Quinnipiac University

School of Computing and Engineering Our Work and Research

The School of Computing and Engineering is built upon an academic culture of doing, and students here love what they do. In addition to preparing themselves for rewarding careers, they have the opportunity to use their knowledge and hands-on expertise to improve communities and educate younger generations both at home and around the world. Private employers – from major defense contractors to software startups – have sponsored Senior Projects where teams of students work on real-world solutions. Further, work with nonprofit organizations, such as Habitat for Humanity, offer engineering students a way to use their skills to aid displaced families.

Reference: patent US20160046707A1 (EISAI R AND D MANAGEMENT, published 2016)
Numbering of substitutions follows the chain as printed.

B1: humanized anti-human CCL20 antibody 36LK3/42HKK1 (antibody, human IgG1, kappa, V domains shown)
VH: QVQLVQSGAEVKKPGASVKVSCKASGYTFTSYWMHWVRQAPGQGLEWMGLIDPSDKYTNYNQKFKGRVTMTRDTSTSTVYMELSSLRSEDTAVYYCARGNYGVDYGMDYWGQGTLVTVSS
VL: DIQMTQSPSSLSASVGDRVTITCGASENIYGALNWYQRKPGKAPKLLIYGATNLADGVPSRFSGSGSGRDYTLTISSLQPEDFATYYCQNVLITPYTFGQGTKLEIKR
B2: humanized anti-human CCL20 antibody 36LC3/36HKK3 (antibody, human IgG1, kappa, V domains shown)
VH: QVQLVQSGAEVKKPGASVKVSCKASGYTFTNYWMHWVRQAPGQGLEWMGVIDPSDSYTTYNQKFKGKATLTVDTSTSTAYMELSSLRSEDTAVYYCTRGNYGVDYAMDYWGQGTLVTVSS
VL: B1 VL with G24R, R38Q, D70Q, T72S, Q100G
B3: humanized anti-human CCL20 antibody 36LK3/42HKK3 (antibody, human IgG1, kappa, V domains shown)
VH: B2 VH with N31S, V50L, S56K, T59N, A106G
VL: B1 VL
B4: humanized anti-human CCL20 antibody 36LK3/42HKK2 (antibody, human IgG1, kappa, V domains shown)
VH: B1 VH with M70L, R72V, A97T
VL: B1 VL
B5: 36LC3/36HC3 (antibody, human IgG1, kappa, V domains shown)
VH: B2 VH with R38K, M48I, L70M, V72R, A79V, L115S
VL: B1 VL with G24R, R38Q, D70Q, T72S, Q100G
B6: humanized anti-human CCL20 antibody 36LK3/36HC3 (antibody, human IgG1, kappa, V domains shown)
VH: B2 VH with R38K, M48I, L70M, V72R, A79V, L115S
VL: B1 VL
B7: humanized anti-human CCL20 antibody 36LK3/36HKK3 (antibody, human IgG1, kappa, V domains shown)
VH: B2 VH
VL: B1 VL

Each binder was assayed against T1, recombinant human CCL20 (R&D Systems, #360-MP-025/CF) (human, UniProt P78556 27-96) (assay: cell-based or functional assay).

Senior Design Project

Before graduating from the School of Computing and Engineering, every student is required to complete a Senior Design Project. This culmination of their time at Quinnipiac incorporates real clients and problems and simulates a project that they might encounter the first day on the job. Please contact John Bau, director of career development, to start the conversation about how your company can benefit from sponsoring a Senior Design team to tackle a project from your organization.

Learn more about Projects Day

Two engineering students gesturing toward equipment in a lab, starts video

Watch video

Every student completes a senior design project that incorporates real clients and problems to simulate a project that they might encounter their first day on the job. This video footage highlights our in-person Projects Day from 2019.

Serving the Community

Screenshot of students presenting virtually on projects day
Quinnipiac engineering student-designed projects enhance quality of life in the community